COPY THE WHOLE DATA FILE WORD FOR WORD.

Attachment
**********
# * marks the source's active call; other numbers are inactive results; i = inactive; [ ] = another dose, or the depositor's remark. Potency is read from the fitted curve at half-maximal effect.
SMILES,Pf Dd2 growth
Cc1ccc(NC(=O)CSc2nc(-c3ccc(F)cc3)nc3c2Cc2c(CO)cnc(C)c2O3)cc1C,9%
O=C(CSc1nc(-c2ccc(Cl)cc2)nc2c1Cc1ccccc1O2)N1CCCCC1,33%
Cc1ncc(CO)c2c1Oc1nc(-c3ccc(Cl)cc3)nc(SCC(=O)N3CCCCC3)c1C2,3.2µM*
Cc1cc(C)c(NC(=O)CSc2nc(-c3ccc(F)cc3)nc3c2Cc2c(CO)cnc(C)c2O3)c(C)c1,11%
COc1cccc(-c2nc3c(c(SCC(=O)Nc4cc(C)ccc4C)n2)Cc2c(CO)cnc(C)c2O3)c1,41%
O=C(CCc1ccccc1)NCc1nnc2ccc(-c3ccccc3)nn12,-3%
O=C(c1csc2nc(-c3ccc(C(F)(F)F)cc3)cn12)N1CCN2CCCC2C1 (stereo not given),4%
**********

# * marks the source's active call; other numbers are inactive results; i = inactive; [ ] = another dose, or the depositor's remark. Potency is read from the fitted curve at half-maximal effect.
SMILES,Pf Dd2 growth
Cc1ccc(NC(=O)CSc2nc(-c3ccc(F)cc3)nc3c2Cc2c(CO)cnc(C)c2O3)cc1C,9%
O=C(CSc1nc(-c2ccc(Cl)cc2)nc2c1Cc1ccccc1O2)N1CCCCC1,33%
Cc1ncc(CO)c2c1Oc1nc(-c3ccc(Cl)cc3)nc(SCC(=O)N3CCCCC3)c1C2,3.2µM*
Cc1cc(C)c(NC(=O)CSc2nc(-c3ccc(F)cc3)nc3c2Cc2c(CO)cnc(C)c2O3)c(C)c1,11%
COc1cccc(-c2nc3c(c(SCC(=O)Nc4cc(C)ccc4C)n2)Cc2c(CO)cnc(C)c2O3)c1,41%
O=C(CCc1ccccc1)NCc1nnc2ccc(-c3ccccc3)nn12,-3%
O=C(c1csc2nc(-c3ccc(C(F)(F)F)cc3)cn12)N1CCN2CCCC2C1 (stereo not given),4%